Meeting people and working at networking is not something I find to be a natural activity. I am very uncomfortable in a room full of people I don’t know. In particular, I dread going to “networking” functions.
Recently, I was asked to recall situations in which networking had proven to be successful for me, and as I wrote down the list, it struck me that the situations that caused great business relationships had nothing to do with active networking. Instead, they were relationships that were created because it was the right time and place and I was already being myself. Granted, I do enjoy the process of understanding the six degrees of separation with others and that certainly helps with networking, even if I’m not actually actively networking when I am learning about other people.
Here is an example of a situation in which networking occurred naturally. Back in the 1990s, I was going through a tough time because my father was in stage 4 cancer, and I was travelling back and forth to Chicago frequently to see him. On one particular return trip, I was convinced that I had just seen my father for the last time, and obviously I was upset. The man next to me noticed that I had been crying and gave me a tissue. This started a conversation that lasted the entire trip to Toronto. As it turned out, he was travelling to Toronto frequently to start up a business, and the travel was causing him some challenges at home. Leaving the house that day was upsetting for him because he had to miss one of his kid’s school concerts. Shortly thereafter, I started helping him with his HR strategy and the staff size doubled over about a year. Although this dotcom business failed in the early 2000s, I still connect with him from time-to-time and would consider him a friend for life. Now had I been in a different frame of mind on that trip, we likely would not have ever spoken, and this relationship never would’ve been forged.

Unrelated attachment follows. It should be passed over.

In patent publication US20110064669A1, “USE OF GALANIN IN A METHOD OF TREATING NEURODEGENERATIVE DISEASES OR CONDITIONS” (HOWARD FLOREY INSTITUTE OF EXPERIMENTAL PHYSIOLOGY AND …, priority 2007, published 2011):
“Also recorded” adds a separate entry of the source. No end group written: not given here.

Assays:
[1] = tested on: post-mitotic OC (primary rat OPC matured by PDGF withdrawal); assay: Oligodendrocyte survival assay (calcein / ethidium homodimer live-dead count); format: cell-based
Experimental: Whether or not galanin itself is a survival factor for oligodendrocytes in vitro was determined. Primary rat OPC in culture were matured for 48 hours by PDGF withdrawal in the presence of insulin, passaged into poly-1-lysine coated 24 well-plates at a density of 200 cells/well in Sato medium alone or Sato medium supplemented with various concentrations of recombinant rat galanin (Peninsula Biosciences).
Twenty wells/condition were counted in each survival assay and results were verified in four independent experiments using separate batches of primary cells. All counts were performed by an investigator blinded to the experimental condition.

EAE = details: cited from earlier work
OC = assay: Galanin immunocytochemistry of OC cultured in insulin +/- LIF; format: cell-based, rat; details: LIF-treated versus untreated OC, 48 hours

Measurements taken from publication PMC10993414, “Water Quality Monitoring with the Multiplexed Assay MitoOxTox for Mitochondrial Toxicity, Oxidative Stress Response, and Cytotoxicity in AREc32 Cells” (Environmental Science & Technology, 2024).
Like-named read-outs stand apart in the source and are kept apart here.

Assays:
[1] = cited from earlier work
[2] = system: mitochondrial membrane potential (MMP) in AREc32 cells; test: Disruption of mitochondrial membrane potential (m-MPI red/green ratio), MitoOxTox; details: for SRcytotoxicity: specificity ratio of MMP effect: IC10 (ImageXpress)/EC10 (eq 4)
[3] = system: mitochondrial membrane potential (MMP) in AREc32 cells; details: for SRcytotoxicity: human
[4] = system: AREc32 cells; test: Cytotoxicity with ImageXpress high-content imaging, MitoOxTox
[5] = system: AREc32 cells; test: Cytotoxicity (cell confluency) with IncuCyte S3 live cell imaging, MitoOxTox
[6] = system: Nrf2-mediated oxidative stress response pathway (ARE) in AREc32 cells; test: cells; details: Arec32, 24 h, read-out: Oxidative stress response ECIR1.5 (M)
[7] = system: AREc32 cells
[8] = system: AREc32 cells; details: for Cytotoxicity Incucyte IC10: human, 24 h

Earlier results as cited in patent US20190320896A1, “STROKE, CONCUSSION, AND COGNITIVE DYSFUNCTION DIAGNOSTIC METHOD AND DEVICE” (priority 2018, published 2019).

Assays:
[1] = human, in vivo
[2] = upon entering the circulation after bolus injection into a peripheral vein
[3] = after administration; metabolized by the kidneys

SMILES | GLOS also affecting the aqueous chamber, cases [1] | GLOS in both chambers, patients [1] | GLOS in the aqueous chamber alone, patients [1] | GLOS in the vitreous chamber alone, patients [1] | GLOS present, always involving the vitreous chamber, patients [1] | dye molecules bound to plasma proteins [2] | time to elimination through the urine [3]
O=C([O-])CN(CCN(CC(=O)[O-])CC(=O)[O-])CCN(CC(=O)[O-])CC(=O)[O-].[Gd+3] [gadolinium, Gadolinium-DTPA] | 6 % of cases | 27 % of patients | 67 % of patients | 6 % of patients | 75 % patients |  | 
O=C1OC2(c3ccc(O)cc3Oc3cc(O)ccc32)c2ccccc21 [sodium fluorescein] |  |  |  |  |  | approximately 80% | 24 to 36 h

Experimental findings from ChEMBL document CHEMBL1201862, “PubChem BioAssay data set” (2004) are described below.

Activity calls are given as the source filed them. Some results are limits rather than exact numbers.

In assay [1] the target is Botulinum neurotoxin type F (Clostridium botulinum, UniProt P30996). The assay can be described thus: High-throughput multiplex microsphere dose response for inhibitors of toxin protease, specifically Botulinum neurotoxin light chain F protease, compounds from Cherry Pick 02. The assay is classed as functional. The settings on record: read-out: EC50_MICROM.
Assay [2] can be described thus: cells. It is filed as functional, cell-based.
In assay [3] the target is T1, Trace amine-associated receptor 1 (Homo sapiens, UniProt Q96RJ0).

Trust is a word that is not emphasized enough in the world of networking. In order for someone to recommend, refer, or hire you, they have to trust you. And, there has to be something in it for them, and that could be something as simple as a new resource or someone who shares a mutual interest. When there’s no direct business relationship to form an opinion on about you, the person has to come to know you as a real person. There has to be commonality. They might come to know you by seeing you with your kids at the hockey rink, or in a social gathering, or in a yoga class, or at a volunteer event, or even while dog walking (great way to meet neighbours). In truth, I once was able to pick up a project through a series of conversations struck up at the leash free park. The commonality was dogs first and eventually business, and I didn’t strike up the initial conversation with any intent on developing business. Actually, I didn’t do the work for this person, rather they referred me to someone who was looking for someone like me.
That’s the side of networking I think people fail to see. So often the person you meet is not the person who will hire you; they are the person who will be asked if they know someone. From a networking perspective, the unfortunate side to this is that it means in your lifetime you have to meet many many people. The upside is that if you take care in your desire to meet people, your life will be enriched by meeting and coming to know many people.
Want to get ahead? Keep it real.